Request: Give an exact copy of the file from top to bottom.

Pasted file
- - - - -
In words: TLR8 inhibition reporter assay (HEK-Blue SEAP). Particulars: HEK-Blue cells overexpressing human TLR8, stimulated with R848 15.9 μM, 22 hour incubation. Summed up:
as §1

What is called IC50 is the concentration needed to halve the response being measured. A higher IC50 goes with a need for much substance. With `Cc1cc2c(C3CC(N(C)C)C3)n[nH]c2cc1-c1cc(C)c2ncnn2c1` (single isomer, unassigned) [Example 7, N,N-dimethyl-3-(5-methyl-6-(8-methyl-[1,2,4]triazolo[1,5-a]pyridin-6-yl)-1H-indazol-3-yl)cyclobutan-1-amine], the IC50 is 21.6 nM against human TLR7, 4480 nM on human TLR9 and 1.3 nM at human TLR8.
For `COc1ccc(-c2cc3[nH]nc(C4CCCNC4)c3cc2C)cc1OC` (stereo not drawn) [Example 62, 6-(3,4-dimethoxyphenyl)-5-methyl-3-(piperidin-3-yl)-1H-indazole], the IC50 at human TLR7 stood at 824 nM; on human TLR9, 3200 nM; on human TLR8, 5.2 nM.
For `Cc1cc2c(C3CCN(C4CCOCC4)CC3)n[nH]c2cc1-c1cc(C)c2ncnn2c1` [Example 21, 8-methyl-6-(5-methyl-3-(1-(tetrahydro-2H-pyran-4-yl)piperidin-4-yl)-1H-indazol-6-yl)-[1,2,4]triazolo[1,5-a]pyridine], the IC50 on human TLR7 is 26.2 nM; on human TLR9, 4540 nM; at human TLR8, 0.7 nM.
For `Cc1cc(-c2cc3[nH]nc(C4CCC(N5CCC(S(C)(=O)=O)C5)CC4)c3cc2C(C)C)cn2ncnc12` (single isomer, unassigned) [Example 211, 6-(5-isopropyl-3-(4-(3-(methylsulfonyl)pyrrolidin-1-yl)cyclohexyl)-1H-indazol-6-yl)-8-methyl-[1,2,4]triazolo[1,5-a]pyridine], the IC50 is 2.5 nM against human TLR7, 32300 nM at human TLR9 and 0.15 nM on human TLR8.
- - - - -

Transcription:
In words: TLR8 inhibition reporter assay (HEK-Blue SEAP). Particulars: HEK-Blue cells overexpressing human TLR8, stimulated with R848 15.9 μM, 22 hour incubation. Summed up:
as §1

What is called IC50 is the concentration needed to halve the response being measured. A higher IC50 goes with a need for much substance. With `Cc1cc2c(C3CC(N(C)C)C3)n[nH]c2cc1-c1cc(C)c2ncnn2c1` (single isomer, unassigned) [Example 7, N,N-dimethyl-3-(5-methyl-6-(8-methyl-[1,2,4]triazolo[1,5-a]pyridin-6-yl)-1H-indazol-3-yl)cyclobutan-1-amine], the IC50 is 21.6 nM against human TLR7, 4480 nM on human TLR9 and 1.3 nM at human TLR8.
For `COc1ccc(-c2cc3[nH]nc(C4CCCNC4)c3cc2C)cc1OC` (stereo not drawn) [Example 62, 6-(3,4-dimethoxyphenyl)-5-methyl-3-(piperidin-3-yl)-1H-indazole], the IC50 at human TLR7 stood at 824 nM; on human TLR9, 3200 nM; on human TLR8, 5.2 nM.
For `Cc1cc2c(C3CCN(C4CCOCC4)CC3)n[nH]c2cc1-c1cc(C)c2ncnn2c1` [Example 21, 8-methyl-6-(5-methyl-3-(1-(tetrahydro-2H-pyran-4-yl)piperidin-4-yl)-1H-indazol-6-yl)-[1,2,4]triazolo[1,5-a]pyridine], the IC50 on human TLR7 is 26.2 nM; on human TLR9, 4540 nM; at human TLR8, 0.7 nM.
For `Cc1cc(-c2cc3[nH]nc(C4CCC(N5CCC(S(C)(=O)=O)C5)CC4)c3cc2C(C)C)cn2ncnc12` (single isomer, unassigned) [Example 211, 6-(5-isopropyl-3-(4-(3-(methylsulfonyl)pyrrolidin-1-yl)cyclohexyl)-1H-indazol-6-yl)-8-methyl-[1,2,4]triazolo[1,5-a]pyridine], the IC50 is 2.5 nM against human TLR7, 32300 nM at human TLR9 and 0.15 nM on human TLR8.